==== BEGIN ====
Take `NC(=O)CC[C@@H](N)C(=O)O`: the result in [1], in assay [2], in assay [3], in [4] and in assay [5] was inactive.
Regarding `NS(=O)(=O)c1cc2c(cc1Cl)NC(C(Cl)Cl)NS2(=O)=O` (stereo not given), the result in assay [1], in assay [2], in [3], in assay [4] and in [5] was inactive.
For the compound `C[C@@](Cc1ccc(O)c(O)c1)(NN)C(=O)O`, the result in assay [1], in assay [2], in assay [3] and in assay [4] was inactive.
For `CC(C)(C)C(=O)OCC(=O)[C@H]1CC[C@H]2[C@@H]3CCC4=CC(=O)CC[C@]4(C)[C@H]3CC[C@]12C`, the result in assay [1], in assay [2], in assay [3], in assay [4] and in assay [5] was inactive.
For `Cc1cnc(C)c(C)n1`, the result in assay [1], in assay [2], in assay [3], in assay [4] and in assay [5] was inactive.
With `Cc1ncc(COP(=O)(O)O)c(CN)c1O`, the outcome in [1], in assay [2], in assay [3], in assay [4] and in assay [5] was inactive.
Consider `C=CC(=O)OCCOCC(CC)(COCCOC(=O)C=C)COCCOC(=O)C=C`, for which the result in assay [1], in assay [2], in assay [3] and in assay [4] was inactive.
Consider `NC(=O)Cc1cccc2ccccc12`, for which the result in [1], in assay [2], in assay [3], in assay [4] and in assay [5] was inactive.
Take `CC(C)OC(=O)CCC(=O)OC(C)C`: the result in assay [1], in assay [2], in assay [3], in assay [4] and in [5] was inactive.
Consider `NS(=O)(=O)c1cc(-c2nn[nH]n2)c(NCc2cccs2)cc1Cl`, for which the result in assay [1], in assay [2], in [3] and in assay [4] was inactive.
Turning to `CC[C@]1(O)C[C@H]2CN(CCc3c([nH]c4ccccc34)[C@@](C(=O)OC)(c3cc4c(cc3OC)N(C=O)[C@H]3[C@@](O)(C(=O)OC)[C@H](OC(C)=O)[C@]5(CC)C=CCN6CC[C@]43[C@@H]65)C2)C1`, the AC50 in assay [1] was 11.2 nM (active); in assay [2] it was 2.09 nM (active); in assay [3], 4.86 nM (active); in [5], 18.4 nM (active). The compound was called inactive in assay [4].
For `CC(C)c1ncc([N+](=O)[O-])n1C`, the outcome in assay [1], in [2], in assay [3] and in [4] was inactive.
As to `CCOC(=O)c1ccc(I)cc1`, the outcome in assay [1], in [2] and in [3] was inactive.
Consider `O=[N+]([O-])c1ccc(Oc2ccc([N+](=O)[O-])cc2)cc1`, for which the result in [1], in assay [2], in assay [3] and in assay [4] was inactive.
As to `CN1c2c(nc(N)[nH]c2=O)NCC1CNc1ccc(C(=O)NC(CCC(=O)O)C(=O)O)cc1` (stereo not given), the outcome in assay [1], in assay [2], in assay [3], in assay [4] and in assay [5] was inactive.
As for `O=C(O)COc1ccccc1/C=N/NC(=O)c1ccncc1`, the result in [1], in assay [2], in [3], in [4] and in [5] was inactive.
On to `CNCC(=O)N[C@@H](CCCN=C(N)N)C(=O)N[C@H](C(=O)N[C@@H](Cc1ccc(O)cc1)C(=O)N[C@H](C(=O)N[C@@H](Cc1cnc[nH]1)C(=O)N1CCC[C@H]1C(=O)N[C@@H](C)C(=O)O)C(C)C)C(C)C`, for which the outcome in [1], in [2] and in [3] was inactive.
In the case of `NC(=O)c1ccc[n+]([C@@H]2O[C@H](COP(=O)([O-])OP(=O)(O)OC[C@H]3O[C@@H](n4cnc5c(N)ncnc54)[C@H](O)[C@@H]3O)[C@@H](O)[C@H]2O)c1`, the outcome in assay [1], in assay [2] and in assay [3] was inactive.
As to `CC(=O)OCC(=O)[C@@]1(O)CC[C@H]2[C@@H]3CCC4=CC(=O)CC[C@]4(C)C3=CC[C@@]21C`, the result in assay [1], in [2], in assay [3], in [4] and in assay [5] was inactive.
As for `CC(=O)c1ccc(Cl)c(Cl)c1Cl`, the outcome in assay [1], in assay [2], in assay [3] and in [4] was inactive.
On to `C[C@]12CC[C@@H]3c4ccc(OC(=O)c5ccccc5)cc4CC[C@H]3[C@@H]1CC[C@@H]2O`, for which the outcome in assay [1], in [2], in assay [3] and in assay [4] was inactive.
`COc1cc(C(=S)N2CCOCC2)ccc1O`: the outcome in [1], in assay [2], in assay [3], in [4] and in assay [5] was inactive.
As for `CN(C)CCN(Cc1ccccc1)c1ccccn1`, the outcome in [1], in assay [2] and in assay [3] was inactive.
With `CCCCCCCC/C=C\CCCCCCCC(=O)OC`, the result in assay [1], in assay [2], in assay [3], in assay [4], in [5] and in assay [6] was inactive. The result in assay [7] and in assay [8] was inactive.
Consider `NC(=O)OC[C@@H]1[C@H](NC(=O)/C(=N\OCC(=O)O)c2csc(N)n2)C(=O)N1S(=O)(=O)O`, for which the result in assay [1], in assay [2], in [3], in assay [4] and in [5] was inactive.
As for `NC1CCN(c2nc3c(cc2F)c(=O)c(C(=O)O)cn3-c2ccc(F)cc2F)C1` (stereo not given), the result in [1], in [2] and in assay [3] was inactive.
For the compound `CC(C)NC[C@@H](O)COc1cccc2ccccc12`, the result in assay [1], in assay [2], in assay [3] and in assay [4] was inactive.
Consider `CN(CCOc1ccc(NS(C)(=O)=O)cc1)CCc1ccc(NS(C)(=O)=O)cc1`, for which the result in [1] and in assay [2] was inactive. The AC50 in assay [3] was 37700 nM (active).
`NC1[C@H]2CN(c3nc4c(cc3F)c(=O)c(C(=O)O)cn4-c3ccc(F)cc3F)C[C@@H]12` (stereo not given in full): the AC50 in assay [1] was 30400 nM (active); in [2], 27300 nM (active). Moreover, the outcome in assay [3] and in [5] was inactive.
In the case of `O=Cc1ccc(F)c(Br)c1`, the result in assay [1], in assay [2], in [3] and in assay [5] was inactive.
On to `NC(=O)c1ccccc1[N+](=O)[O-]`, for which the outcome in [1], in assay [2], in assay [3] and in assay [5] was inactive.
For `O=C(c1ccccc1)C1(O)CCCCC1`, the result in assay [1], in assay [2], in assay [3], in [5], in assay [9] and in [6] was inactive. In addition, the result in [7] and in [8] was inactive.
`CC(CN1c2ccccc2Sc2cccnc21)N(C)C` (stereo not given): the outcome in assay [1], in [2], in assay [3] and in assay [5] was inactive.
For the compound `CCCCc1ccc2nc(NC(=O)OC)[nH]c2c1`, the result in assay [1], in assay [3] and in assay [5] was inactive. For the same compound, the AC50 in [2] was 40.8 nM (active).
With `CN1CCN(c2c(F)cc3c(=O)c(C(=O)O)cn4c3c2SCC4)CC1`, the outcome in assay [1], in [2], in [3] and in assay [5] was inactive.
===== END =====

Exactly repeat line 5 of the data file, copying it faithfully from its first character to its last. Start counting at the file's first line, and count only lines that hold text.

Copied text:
For `Cc1cnc(C)c(C)n1`, the result in assay [1], in assay [2], in assay [3], in assay [4] and in assay [5] was inactive.